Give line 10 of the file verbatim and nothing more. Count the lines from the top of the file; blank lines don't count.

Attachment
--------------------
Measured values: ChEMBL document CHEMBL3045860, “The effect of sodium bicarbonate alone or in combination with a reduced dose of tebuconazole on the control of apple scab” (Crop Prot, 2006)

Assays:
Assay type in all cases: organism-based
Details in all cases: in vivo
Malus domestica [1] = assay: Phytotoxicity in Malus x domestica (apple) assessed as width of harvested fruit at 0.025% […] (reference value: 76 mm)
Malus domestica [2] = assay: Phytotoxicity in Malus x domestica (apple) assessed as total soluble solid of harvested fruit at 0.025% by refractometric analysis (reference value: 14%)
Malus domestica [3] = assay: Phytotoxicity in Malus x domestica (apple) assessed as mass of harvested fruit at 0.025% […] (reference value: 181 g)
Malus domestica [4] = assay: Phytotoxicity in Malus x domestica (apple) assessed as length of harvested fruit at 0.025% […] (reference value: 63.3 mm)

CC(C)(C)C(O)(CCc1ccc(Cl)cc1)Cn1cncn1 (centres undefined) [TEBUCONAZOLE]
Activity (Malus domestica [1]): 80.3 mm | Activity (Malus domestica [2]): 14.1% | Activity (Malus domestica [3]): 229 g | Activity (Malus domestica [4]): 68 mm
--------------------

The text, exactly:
Activity (Malus domestica [1]): 80.3 mm | Activity (Malus domestica [2]): 14.1% | Activity (Malus domestica [3]): 229 g | Activity (Malus domestica [4]): 68 mm